Butternut Squash Weight

How Many Cups, Cubes or Pureed Sauce in a Butternut Squash?

There are a few different recipes calling for the usage of butternut squash but a lot of people have a really hard time figuring out how much squash to purchase, especially if they are newbies. For example, some recipes of soup will call for mashed squash, while others will require either two cups of cooked or three cups of prepared cubes of squash. So how much does a whole butternut squash weigh? And what should you be looking for when shopping for this ingredient at the market?

As usual, we took it upon ourselves to find out exactly how many butternut squashes someone would need for three cups of prepared raw cubes. We went to the produce section of the closest grocery store and started shopping. If you don’t know what to look for when shopping, you should know that butternut squash has a bell or vase shape, with beige skin that isn’t edible.

You might also like to read our articles on the weight of cabbage, corn, or sweet potatoes.

The flesh is dark orange with a very sweet, almost nutty flavor, that people would compare to sweet potatoes. Most squashes will have a size of anywhere between one and five pounds and will measure anywhere between 3 and 7 inches, although bigger ones, as well as smaller ones, have been seen. Most markets will sell squashes of 2 to 3 pounds in weight.

Keep in mind that you will get about 2 to 3 ounces less in weight after you remove any peel or seeds and are only left with the edible portion. For our test, we used a 3-pound squash, which we turned into 4,5 cups of 1-inch, uncooked cubes. This means that you should expect each cup of cubed raw butternut squash to weigh around ⅔ pounds. When it comes to soft-cooked cubes, a cup of these cubes will usually be made from two cups of raw butternut squash cubes.

The information above should be enough for you to know exactly how much butternut squash you will need regardless of whether you need it raw, cooked, or in any other form. If you feel like this information isn’t enough, then you can make use of our conversion tool below, which would convert different types of butternut squash.

Custom Conversions for Butternut Squash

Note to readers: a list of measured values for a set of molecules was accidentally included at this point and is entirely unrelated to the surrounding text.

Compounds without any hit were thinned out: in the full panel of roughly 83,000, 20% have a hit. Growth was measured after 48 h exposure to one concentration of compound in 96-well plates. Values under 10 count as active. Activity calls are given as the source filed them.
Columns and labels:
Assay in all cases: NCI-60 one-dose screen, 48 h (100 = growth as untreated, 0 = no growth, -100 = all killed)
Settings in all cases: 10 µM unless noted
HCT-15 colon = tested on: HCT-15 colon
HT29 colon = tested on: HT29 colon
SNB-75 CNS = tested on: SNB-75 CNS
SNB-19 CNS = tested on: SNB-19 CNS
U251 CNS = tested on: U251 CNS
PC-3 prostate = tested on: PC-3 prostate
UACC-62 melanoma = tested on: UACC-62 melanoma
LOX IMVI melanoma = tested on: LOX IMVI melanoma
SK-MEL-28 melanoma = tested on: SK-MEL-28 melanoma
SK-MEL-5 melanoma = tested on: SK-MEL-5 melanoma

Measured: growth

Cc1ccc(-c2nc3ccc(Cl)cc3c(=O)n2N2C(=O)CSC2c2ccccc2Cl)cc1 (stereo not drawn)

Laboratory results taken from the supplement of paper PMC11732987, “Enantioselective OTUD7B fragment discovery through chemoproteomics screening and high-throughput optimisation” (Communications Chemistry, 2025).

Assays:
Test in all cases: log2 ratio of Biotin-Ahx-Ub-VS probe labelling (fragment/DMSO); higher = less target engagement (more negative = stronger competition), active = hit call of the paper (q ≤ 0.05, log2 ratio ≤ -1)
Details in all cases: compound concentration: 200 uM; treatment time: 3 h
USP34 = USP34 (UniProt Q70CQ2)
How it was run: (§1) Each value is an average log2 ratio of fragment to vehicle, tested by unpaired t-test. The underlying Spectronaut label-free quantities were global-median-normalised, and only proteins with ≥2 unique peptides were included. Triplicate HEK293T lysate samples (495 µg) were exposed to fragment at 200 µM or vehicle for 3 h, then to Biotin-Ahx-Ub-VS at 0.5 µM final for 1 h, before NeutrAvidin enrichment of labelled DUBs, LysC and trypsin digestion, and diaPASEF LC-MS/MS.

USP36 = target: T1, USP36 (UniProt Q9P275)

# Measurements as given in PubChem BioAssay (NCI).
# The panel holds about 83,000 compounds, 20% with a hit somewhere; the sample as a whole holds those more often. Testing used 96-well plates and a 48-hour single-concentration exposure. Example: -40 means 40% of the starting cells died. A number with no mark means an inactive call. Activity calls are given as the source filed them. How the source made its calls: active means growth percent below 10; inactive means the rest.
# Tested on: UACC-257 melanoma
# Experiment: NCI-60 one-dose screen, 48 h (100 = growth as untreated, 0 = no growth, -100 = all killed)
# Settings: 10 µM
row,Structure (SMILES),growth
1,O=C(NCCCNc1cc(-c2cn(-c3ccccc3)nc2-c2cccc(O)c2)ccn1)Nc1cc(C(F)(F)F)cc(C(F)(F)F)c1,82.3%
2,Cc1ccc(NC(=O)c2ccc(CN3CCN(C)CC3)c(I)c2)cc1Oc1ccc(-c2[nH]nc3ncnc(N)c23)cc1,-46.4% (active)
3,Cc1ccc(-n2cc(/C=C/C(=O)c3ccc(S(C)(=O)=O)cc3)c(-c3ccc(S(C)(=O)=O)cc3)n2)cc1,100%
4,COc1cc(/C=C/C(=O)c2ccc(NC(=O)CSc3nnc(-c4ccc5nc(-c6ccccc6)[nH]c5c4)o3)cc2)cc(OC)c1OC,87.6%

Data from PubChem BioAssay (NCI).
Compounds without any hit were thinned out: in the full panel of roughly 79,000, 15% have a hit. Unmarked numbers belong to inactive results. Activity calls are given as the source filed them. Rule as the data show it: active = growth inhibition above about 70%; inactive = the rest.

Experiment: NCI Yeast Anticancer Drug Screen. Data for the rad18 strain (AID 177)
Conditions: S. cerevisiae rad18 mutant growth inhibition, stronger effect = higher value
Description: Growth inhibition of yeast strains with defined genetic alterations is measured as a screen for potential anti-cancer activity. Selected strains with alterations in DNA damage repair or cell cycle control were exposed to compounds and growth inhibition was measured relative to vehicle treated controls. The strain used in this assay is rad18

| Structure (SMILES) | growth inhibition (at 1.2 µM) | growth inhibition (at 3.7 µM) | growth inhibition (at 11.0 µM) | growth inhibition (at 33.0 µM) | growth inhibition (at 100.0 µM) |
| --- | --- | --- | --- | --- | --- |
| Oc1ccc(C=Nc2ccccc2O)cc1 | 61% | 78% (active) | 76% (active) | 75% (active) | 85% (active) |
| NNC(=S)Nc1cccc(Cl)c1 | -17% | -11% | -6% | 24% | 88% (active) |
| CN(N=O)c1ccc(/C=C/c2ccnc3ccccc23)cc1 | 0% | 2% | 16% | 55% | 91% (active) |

How Should You Store Butternut Squash

General information on winter squash

The following vegetables are usually included in the winter squash category: Spaghetti, Hubbard, Gold Nugget, Fairytale Pumpkin, Delicata (Peanut), Carnival, Buttercup, Butternut, Banana, Autumn Cup, Amber Cup, Acorn, Kabocha, Sweet dumpling, and Turban squashes.

Information on how you should store butternut squash

You should always go for squashes that seem to be very heavy for their size, with thick and hard shells. Any soft spots, cuts, or signs of decay on the shells should make you pass the squash.

Storing your butternut squash for shorter periods of time

Cut Butternut SquashYou should cure your Butternut squash at a room temperature of around 70°F (21.1°C) and it should keep for anywhere between 10 to 20 days.

When you’re done curing it, move it to a cooler and drier place with a temperature of 45 to 50°F (7.2 to 10°C). The garage or the basement will be great for longer-term storage. You should expect the butternut to last for a shorter period of time than other squashes, especially because of its thin skin. While other squashes can last for anywhere between 3 and 6 months, the butternut will only last for 1.

You can also refrigerate your cut squash pieces in an airtight plastic container to make them last for around 5 days. You can also keep your cooked squash in the refrigerator for a maximum of seven days.

Storing the butternut squash for a longer period of time

You should always remove the peel and seeds then wash and cut the vegetable into smaller pieces before freezing your winter squash. You will then have to cook it until it gets to a softer consistency and either put it through a sieve or mash pulp. The last step will be to place it in an airtight freezer container while leaving it with half an inch of head space and freeze it to 0°F (-17.8°C). If you follow these steps properly winter squash should keep for around one year.

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